Idioms

Origin of measure

1250–1300; Middle English mesure, from Middle French, from Latin mēnsūra, equivalent to mēns(us), past participle of mētīrī “to measure, mete” + -ūra -ure
Related forms
Dictionary.com Unabridged Based on the Random House Unabridged Dictionary, © Random House, Inc. 2019

British Dictionary definitions for measure up (1 of 2)

measure up


verb

(adverb) to determine the size of (something) by measurement
measure up to to fulfil (expectations, standards, etc)

British Dictionary definitions for measure up (2 of 2)

measure

/ (ˈmɛʒə) /

noun

verb

Derived Formsmeasurer, noun

Word Origin for measure

C13: from Old French, from Latin mēnsūra measure, from mēnsus, past participle of mētīrī to measure
Collins English Dictionary - Complete & Unabridged 2012 Digital Edition © William Collins Sons & Co. Ltd. 1979, 1986 © HarperCollins Publishers 1998, 2000, 2003, 2005, 2006, 2007, 2009, 2012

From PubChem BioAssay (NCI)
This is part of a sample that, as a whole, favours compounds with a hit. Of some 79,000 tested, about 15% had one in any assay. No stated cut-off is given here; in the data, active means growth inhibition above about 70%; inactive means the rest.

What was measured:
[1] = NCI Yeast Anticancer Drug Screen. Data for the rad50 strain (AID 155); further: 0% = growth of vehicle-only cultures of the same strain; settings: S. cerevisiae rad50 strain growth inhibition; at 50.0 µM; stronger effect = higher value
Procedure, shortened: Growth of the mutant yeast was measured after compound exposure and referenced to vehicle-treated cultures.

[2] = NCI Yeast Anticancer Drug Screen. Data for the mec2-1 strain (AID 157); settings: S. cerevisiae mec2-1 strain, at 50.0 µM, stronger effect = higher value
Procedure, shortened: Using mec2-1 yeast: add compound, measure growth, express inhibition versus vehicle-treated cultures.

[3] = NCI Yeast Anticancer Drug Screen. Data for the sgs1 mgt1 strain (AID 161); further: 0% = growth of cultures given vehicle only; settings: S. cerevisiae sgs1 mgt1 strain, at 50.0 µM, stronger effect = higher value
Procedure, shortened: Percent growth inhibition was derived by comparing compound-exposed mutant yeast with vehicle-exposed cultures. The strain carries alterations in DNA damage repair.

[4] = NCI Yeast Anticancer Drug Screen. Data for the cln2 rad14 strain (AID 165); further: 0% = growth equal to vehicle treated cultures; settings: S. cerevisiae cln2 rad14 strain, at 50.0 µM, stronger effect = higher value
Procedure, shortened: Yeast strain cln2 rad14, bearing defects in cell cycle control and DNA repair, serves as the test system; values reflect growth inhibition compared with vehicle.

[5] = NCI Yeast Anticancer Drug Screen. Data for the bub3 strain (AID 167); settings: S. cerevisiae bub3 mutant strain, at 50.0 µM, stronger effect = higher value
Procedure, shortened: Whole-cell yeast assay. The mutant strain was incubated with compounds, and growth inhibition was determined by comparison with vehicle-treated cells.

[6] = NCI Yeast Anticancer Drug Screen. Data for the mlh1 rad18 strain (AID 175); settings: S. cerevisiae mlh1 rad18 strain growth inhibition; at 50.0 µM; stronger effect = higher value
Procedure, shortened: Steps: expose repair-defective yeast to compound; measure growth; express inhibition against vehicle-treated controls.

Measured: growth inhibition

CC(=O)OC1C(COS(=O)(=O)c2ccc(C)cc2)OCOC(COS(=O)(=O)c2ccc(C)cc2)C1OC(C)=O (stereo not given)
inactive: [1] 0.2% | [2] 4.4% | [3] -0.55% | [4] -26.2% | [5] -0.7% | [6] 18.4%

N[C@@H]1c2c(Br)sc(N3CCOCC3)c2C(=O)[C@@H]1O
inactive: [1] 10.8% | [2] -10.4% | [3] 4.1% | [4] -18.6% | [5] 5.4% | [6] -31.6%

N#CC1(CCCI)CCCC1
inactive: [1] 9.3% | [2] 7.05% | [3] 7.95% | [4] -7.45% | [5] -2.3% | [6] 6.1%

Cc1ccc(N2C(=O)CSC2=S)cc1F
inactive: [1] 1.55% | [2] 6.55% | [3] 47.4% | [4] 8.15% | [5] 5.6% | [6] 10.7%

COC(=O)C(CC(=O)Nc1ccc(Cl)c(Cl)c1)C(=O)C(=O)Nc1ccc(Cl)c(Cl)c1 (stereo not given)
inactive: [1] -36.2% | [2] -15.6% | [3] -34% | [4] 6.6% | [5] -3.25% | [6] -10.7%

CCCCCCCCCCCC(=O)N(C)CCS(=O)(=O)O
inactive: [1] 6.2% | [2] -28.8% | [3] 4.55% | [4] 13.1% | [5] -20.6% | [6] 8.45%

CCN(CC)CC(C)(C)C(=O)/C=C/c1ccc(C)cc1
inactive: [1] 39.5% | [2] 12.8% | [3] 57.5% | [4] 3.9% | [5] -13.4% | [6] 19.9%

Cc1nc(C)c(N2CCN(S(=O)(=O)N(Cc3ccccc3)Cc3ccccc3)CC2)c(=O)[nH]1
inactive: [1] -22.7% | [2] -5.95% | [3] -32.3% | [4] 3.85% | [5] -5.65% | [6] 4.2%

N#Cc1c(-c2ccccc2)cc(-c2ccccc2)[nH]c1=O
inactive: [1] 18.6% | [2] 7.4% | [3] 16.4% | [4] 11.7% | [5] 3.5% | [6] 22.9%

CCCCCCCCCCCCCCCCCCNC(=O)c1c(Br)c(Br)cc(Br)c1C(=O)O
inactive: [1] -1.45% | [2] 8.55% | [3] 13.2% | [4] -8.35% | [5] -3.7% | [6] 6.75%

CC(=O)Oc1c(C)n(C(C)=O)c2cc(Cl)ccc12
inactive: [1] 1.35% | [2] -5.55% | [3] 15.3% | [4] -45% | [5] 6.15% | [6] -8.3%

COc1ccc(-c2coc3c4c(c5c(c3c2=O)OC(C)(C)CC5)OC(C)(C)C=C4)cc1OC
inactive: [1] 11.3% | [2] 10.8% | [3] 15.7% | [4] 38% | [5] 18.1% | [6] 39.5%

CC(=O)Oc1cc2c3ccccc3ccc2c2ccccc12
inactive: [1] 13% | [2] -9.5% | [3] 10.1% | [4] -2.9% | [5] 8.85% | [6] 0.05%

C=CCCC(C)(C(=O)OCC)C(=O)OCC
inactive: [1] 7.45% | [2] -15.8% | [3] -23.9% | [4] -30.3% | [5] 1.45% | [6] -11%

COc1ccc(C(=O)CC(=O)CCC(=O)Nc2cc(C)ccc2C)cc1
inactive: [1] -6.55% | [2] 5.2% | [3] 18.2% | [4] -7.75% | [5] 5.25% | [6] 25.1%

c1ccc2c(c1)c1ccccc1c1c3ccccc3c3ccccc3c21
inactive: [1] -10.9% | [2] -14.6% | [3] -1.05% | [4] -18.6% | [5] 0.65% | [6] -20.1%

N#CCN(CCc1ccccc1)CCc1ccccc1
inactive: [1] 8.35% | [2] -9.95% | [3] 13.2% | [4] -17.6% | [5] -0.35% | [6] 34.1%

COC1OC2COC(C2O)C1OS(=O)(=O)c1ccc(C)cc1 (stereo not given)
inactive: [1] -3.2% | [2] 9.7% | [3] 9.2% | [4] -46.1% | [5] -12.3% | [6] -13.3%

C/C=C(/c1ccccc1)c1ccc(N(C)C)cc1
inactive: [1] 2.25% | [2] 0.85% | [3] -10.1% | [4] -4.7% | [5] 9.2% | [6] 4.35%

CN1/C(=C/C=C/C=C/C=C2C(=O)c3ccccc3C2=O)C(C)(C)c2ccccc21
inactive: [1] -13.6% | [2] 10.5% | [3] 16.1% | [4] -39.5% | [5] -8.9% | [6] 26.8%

Medicine definitions for measure up

measure

[ mĕzhər ]

n.

v.

The American Heritage® Stedman's Medical Dictionary Copyright © 2002, 2001, 1995 by Houghton Mifflin Company. Published by Houghton Mifflin Company.

Idioms and Phrases with measure up (1 of 2)

measure up


1

Be the equal of, as in Is he a good enough actor to measure up to the other members of the cast? [Early 1900s]

2

Have the qualifications for, be of high enough quality for, as in His latest book hasn't measured up to the reviewers' expectations. [First half of 1900s]

Idioms and Phrases with measure up (2 of 2)

measure


In addition to the idiom beginning with measure

  • measure up

also see:

  • beyond measure
  • for good measure
  • in some measure
  • made to measure
  • take someone's measure
The American Heritage® Idioms Dictionary Copyright © 2002, 2001, 1995 by Houghton Mifflin Harcourt Publishing Company. Published by Houghton Mifflin Harcourt Publishing Company.